“I was fortunate as a college guy to get my first pro experience at the NHL level in Calgary, but then you understand how difficult it is to establish yourself. You need a lot of different things. You need the right opportunity and you need to do well with it, so it makes you appreciate how great of an opportunity it is anytime you get to play in this league.”

Certainly, the Bruins are anxious to get a look at Agostino, and probably Peter Cehlarik at some point soon, and the lack of production from some of the NHL incumbents have fast-forwarded that process a little bit. Agostino will replace Ryan Spooner along the half-wall on the first power play unit, and perhaps he can add the kind of scoring touch in the bottom-6 that Matt Beleskey and Frank Vatrano haven’t been able to thus far.

“We know Kenny is going to start in Spooner’s power play spot, he’s done it before and he’s had some success at the lower levels when given that opportunity. Obviously he’ll play left behind [Brad] Marchand and [Jake] DeBrusk, probably on the third line spot,” said Cassidy. “He’s played with [Riley] Nash yesterday [at practice] so there’s a good chance he’ll play with him today.”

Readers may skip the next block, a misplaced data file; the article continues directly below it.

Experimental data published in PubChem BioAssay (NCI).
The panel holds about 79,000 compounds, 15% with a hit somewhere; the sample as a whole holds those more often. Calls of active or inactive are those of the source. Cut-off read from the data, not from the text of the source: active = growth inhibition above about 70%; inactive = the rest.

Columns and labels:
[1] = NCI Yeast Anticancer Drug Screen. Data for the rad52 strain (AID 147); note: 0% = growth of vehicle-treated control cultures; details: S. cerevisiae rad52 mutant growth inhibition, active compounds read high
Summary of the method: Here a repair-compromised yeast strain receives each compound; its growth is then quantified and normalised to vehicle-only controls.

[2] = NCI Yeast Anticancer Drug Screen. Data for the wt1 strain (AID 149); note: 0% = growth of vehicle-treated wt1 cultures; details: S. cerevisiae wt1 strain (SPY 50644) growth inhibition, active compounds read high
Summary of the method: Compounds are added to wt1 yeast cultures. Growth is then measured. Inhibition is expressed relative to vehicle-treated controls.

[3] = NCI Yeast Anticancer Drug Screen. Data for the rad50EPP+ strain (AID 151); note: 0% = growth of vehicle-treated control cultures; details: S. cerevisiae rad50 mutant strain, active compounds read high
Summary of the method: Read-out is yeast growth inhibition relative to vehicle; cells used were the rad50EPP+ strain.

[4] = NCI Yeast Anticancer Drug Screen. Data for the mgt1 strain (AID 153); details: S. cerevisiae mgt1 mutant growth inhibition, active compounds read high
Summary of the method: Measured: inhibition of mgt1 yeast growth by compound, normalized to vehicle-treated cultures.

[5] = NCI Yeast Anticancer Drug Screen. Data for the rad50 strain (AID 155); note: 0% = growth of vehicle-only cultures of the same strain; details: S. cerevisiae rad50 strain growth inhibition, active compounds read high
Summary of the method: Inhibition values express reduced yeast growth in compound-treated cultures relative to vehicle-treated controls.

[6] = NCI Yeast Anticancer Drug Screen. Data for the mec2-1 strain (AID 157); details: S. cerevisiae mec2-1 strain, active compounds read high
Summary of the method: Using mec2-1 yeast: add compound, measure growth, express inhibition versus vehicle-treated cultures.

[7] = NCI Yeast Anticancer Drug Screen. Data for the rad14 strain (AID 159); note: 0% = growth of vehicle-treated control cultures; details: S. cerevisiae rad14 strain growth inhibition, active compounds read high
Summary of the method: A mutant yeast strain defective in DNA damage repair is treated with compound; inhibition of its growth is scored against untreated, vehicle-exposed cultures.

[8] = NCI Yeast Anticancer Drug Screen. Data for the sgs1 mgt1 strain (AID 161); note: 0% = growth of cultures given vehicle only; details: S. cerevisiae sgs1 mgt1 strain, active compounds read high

The Bruins certainly need a spark after limping out to a 2-3-0 start to the season in the first five games, so perhaps a hungry Agostino can do that while being given a legit chance to show what he can do by the Black and Gold. 

Tuukka Rask out indefinitely for Bruins with a concussion

Tuukka Rask out indefinitely for Bruins with a concussion

BRIGHTON, Mass – Tuukka Rask has been diagnosed with a concussion, and will be out indefinitely for the Bruins after getting trucked in Wednesday’s Bruins practice at Warrior Ice Arena.

The good news is that the 30-year-old Rask hasn’t previously dealt with concussion issues in his NHL career, but the bad news that it looked like a fairly serious concussion after Anders Bjork crashed into him during line rush drills at Bruins practice. It’s still unclear if Bjork caught an edge and crashed into Rask during drills, or if there was contact with another player that thrust the B’s rookie, who needed stitches on his chin as well, into the unsuspecting Bruins goalie for the rare violent collision during an off-day hockey practice.